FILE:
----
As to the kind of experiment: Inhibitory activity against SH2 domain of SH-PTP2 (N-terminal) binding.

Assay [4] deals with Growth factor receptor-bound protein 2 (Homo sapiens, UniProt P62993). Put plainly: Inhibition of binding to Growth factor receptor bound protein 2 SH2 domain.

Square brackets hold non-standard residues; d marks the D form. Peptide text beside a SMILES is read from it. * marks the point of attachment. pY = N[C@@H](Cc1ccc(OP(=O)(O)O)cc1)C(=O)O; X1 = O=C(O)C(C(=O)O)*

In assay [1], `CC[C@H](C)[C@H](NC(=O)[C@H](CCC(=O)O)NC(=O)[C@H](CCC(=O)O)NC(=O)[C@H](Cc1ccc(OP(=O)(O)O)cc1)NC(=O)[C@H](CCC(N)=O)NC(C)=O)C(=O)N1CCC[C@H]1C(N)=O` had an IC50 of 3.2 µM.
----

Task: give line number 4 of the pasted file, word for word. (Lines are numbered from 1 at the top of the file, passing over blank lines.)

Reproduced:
In assay [1], `CC[C@H](C)[C@H](NC(=O)[C@H](CCC(=O)O)NC(=O)[C@H](CCC(=O)O)NC(=O)[C@H](Cc1ccc(OP(=O)(O)O)cc1)NC(=O)[C@H](CCC(N)=O)NC(C)=O)C(=O)N1CCC[C@H]1C(N)=O` had an IC50 of 3.2 µM.